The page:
“We Are Wisconsin” brings Madison protests to the big screen
Documentary filmmaker Aimee Williams' "love letter to democracy," "We Are Wisconsin" chronicles the occupation of the Wisconsin Capitol building in Madison.
With the historic recall election that is the culmination of one of the largest, most sustained labor protests in decades mere days away, filmmaker Aimee Williams is bringing the final cut of her documentary about the first weeks in Madison after Scott Walker “dropped the bomb” and introduced Act 10 in a special legislative session to Milwaukee and Madison.
Williams, a native of metro Milwaukee and Shorewood High School graduate, has been traveling the world making documentaries for 25 years. She calls herself a “purple baby” – one parent a Republican, one a Democrat – and she calls this film her “love letter to democracy.” It is, at heart, a celebration of all the incredible, ordinary, dedicated, and every-day people that decided to stand up and let their voices be heard.
Wisconsin has always occupied a somewhat unique place in the firmament of American politics; we sent the only Socialist to Congress (Rep. Victor L. Berger), we pioneered unions for public workers, and yet we’ve always been considered a “swing state,” a purple state. Wisconsin has a long, storied history of independence, progress for the common good, and conservation. We hold it as a self-evident truth that government can do good, although not everything government does must be good.
Williams characterizes Wisconsin as extraordinarily stubborn: “We fish through ice; we make democratic political history. Wisconsin proved to me that democracy is alive and well; the fight for social, economic, and political democracy goes on stronger and more vibrant than ever.”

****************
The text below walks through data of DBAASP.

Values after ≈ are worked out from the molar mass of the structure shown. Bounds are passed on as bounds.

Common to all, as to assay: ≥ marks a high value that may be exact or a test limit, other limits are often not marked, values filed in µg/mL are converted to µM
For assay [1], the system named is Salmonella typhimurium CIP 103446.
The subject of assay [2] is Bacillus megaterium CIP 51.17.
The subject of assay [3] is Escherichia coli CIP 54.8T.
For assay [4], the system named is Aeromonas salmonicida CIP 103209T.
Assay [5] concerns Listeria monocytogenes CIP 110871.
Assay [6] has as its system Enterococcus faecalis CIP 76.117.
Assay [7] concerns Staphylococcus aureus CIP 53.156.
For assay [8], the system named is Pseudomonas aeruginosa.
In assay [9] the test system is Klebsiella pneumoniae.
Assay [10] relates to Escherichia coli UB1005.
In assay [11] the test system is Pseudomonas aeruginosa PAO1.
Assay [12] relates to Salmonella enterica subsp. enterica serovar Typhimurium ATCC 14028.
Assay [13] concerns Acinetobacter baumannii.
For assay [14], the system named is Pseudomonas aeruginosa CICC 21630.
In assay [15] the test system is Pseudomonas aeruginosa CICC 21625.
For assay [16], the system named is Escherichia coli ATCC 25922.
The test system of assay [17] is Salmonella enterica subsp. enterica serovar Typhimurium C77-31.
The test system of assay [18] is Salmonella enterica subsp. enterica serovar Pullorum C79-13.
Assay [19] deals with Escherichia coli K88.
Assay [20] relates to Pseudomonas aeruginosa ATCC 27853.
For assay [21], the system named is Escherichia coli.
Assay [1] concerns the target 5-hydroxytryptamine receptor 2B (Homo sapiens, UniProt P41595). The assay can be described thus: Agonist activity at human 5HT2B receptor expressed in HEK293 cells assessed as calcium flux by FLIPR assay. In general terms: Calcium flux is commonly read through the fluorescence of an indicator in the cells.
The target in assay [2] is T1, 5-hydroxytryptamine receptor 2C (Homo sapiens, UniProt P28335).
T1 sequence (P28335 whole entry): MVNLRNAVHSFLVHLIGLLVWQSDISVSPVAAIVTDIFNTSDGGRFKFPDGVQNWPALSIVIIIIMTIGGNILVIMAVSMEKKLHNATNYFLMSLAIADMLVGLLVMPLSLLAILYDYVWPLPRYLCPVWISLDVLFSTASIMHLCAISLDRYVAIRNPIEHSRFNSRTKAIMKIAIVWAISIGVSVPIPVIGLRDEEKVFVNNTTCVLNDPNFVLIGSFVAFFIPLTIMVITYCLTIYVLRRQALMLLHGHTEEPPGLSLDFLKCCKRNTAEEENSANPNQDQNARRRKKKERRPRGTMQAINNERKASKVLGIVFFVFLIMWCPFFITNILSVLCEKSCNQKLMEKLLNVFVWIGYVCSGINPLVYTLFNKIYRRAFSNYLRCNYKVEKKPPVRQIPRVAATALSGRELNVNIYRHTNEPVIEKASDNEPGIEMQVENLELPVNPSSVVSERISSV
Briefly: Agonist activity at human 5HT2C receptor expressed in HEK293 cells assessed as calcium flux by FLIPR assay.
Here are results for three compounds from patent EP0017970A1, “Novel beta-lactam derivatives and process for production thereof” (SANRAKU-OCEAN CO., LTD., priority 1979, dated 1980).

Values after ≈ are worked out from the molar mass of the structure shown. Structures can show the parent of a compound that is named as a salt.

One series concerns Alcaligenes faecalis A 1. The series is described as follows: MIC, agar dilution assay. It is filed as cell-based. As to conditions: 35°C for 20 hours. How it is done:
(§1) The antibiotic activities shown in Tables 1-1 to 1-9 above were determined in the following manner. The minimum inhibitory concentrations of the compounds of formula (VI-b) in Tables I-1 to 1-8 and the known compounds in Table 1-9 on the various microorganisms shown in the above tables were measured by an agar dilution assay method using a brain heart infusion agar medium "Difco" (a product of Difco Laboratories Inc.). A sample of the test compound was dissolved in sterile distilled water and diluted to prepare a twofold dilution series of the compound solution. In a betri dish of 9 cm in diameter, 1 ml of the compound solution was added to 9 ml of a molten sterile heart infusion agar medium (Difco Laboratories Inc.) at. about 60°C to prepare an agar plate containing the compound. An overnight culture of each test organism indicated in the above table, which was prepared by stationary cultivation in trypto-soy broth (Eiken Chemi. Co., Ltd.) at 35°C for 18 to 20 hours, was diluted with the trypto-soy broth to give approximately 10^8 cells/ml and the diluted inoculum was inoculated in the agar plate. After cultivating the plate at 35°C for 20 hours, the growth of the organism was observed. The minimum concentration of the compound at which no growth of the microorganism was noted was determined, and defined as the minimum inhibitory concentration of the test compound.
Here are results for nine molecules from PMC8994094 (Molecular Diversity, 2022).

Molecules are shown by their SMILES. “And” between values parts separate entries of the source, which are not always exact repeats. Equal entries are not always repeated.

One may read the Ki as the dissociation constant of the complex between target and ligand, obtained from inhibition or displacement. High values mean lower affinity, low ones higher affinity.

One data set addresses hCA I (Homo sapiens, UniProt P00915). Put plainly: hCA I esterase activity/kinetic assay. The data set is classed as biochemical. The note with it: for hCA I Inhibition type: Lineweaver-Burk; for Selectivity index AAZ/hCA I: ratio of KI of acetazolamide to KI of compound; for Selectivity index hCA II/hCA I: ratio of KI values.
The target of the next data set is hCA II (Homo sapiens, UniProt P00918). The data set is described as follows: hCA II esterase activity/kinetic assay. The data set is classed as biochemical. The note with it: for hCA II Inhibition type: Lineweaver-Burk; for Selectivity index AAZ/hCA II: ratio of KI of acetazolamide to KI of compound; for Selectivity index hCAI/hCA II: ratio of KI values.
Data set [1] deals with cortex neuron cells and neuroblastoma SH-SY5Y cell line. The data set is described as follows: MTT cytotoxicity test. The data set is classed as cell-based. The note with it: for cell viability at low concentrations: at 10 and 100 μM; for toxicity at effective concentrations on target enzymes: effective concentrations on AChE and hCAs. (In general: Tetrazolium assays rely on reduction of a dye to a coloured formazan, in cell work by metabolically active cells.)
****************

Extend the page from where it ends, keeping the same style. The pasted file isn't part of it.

Williams’ documentary captures the spirit of that ordinariness in extraordinary times. By eschewing scenes of Michael Moore or Susan Sarandon or Bradley Whitford in favor of following the activities and external lives of Wisconsinites, she’s created a portrait of the protests the belies the “outside agitator” meme. The heart of this documentary is those people, and the two-week-long occupation of the Capitol building, although it extends beyond that since the “movement” that began with UW students marching up State Street to deliver tongue-in-cheek Valentine’s to the governor’s office has likewise extended beyond that.
We Are Wisconsin, in telling the stories of these Wisconsinites, is emotionally resonant. It captures the spirit of what is taking place around the world as people decide they are tired of agendas created and pushed with nary a thought for the well-being of the people that have to live within their frameworks. Williams, in an email interview, said that she is excited to see “a global push-back that is creating healthy debates and demonstrations that foreground the voice of the people.” Consensus is a means and not just an end, and she sees that truism at the heart of the protests and the recalls here. The refusal to build consensus in favor of autocratic and draconian pronouncements is the real harm done here, and the one that Wisconsinites (and people everywhere) increasingly will not stand for.
We Are Wisconsin will have one more screening in Wisconsin ahead of the June 5 recall election, on Thursday, May 31 at the Barrymore Theatre in Madison at 7 pm. Tickets are $10 in advance via www.barrymorelive.com or $13 at the door.